On a more theoretical level the Gaggia Direct example points to something that intellectual property scholars have been suggesting for a long time: registering and working strong intellectual property is only one of several business strategies and it is not one that every business manager sees as important and useful. More generally, the Gaggia Direct case points to the benefits of maintaining an open relationship to knowledge and adds an interesting extra wrinkle of complexity to the right to repair story. Opening up is something some businesses are choosing to do themselves, precisely because this way of operating seems more profitable. Finally, the Gaggia Direct example points to the importance of know-how. It is not just the technical specifications which matter, but also the expertise which goes around them. This is a point of direct relevance to several intellectual property focused debates ranging from discussions of the Tesla patents to the Covid TRIPS waiver. Making the intellectual property available, whether that is schematics from patent filings or sequence information, is only the start of the process of knowledge transfer.
Coffee is one of the most consumed drinks in the world. For break times or for an energy boost, it is a perfect companion for many moments throughout the day. And, once you have enjoyed its taste, do not throw away the coffee pucks! There are plenty of ways to give them a second life. For example, they can be recycled and used for gardening.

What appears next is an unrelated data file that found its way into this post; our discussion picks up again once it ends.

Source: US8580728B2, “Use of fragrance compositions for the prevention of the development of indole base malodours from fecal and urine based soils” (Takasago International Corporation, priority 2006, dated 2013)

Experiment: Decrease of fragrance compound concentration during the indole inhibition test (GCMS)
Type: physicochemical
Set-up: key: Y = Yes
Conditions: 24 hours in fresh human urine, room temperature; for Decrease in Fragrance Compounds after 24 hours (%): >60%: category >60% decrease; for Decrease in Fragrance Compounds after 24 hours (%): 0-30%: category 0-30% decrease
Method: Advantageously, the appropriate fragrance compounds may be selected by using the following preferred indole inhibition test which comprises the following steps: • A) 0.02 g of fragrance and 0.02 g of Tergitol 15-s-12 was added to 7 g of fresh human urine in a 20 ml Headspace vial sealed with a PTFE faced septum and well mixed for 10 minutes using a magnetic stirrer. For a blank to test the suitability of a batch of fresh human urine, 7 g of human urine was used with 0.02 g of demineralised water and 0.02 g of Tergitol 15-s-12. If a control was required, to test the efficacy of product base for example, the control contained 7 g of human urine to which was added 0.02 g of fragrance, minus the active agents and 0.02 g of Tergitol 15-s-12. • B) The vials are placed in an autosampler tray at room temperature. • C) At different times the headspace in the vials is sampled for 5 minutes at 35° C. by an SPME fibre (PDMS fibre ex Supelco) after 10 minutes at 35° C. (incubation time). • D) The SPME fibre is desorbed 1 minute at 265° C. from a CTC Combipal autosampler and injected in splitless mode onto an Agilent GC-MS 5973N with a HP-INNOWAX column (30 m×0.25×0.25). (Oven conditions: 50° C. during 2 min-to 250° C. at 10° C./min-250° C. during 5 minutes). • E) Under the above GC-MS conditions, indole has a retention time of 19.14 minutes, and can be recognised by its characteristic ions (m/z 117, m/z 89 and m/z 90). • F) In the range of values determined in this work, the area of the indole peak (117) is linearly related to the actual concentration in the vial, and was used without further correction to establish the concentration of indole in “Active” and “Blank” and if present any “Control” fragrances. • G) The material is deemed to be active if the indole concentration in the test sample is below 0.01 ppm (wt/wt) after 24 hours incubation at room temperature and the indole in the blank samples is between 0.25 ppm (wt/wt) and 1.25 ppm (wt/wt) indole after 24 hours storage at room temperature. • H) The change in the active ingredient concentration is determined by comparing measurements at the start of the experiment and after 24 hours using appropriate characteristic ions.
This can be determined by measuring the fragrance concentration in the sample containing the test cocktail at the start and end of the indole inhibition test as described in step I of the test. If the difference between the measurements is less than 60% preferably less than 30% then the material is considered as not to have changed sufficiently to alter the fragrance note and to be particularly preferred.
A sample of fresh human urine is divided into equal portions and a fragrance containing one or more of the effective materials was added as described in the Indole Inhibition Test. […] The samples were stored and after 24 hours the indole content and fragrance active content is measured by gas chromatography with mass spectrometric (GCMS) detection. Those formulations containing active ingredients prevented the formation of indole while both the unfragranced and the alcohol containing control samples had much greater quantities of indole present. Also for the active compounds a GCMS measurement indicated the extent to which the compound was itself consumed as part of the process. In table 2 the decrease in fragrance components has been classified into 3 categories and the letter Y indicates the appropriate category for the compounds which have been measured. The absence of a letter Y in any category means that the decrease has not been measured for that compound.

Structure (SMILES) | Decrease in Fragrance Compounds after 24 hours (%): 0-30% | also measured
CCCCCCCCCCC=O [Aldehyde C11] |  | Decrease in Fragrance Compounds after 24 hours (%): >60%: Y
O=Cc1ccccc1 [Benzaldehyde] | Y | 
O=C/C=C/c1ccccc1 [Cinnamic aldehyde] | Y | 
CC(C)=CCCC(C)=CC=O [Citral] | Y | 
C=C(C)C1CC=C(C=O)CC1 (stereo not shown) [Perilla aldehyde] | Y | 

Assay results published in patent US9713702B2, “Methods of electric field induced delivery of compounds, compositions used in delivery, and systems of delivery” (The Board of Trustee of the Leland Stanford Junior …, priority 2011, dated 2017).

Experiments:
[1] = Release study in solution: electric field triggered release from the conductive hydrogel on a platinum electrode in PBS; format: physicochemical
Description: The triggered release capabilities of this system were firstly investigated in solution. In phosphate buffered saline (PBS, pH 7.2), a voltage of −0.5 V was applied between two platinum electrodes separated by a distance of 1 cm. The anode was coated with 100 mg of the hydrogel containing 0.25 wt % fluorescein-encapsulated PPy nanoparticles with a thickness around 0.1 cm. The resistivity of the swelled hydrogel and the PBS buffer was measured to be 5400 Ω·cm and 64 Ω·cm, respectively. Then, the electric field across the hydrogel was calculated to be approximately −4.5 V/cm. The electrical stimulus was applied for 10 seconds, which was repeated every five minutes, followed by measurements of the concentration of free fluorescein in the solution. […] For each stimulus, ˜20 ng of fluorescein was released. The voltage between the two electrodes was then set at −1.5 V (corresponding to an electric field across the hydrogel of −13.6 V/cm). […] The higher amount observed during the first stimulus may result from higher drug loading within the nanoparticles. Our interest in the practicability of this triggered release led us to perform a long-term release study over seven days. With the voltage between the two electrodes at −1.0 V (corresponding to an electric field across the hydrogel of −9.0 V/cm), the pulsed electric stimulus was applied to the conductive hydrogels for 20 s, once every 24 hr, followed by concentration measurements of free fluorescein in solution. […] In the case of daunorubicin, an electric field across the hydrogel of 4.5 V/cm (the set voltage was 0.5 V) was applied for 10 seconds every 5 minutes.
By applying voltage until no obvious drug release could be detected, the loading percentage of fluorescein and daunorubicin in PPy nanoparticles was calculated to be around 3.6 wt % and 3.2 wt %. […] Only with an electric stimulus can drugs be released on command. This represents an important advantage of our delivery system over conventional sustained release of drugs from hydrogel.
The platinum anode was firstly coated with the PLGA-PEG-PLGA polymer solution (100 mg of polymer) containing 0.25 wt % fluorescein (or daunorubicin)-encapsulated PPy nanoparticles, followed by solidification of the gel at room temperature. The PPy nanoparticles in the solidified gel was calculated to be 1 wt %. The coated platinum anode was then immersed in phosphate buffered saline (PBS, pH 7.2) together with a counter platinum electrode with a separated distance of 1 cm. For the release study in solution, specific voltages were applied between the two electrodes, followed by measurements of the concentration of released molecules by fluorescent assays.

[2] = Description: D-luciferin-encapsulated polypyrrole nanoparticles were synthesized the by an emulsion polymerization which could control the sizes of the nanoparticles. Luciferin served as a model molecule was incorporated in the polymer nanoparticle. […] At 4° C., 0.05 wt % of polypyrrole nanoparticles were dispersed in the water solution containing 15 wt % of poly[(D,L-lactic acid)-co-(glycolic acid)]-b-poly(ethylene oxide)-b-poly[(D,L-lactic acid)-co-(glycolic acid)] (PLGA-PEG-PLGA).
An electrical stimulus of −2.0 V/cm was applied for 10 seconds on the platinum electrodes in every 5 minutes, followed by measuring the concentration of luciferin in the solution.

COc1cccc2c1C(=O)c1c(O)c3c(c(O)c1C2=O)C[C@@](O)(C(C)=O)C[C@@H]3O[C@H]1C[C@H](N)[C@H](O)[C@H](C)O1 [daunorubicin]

Coffee grounds, in fact, are rich in nutrients such as calcium, nitrogen, potassium and magnesium, essential for fertilisation. For this reason, they can be employed as an excellent natural compost, especially for plants that love acidic soils, such as azaleas, hydrangeas, rhododendrons and camellias. Before their reuse, it is important to store them properly in a dry plastic bag or sealed glass container, to prevent any mold formation. - reproduced from Gaggia Website www.gaggia.com/un-espresso-in-giardino-come-riciclare-i-fondi-di-caffe/
So, how to use them, in the best way? Just spread the coffee directly on the ground or in the pot, near the plant. Furthermore, to make a powerful and ecological liquid solution, you can put two cups of coffee grounds in a bucket full of water, and let them sit there for at least 24 hours. The fertiliser obtained can be sprayed directly on the plants, as nourishment for the leaves, which will become greener and luxuriant.
Recycling coffee grounds can also be useful for another important ally for a healthy garden: the repellent. In fact, they can be scattered around the plants and at the edges of the garden. In this way, you can obtain a valid help in removing unwanted snails, insects and small animals. As an old grandmother’s remedy teaches, coffee grounds and ash are the perfect method to protect the garden, without resorting to chemicals or pesticides.
Moreover, not everyone knows that coffee grounds also favor the growth of many vegetables and fruits, such as carrots and radishes. The addition of coffee powder to the seeds of these veggies makes sowing easier and, during the development of the seedlings, it will release the right nourishment by keeping pests away.
Recycling is a precious and fundamental habit for the sustainability of the environment. Start with a small step: preserve your espresso coffee puck and give your favorite drink a “green” second life!
Hello, my name is Raj Beadle. I am the author of this blog. I am the owner and managing director of Caffe Shop Ltd - Gaggia UK. We represent Gaggia spa in the UK and are the exclusive distributor of Gaggia in the UK. We also directly retail via our website www.gaggiadirect.com and also through our own retail shops.